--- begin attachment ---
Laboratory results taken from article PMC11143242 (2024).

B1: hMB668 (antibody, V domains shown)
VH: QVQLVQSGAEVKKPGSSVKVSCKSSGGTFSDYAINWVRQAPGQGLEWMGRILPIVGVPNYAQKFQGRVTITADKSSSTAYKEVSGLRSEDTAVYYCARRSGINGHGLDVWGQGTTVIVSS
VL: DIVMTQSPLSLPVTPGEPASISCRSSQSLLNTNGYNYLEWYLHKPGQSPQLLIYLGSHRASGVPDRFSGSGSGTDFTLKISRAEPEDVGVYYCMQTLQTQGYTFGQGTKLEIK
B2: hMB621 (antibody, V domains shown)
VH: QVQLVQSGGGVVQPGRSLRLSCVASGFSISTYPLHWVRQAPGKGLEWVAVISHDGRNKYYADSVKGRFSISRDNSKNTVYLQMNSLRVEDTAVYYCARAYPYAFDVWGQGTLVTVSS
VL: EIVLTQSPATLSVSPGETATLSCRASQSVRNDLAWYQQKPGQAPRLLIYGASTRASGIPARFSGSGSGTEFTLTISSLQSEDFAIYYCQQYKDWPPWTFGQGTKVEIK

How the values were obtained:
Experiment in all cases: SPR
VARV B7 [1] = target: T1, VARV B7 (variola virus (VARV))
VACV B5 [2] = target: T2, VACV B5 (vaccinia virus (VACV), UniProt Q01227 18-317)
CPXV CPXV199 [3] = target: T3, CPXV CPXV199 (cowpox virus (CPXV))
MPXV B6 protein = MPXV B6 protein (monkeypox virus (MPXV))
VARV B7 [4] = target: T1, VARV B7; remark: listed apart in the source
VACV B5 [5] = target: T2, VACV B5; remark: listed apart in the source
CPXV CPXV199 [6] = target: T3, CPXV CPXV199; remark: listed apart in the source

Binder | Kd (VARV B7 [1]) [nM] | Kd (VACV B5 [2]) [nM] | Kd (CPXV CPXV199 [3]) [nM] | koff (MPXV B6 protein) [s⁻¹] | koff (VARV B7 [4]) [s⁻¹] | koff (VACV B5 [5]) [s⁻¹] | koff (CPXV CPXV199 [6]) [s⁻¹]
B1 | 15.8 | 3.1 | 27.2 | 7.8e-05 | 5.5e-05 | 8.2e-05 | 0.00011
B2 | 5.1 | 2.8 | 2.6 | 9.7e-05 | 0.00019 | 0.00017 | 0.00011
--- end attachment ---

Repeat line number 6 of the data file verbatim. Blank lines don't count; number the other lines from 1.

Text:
VH: QVQLVQSGGGVVQPGRSLRLSCVASGFSISTYPLHWVRQAPGKGLEWVAVISHDGRNKYYADSVKGRFSISRDNSKNTVYLQMNSLRVEDTAVYYCARAYPYAFDVWGQGTLVTVSS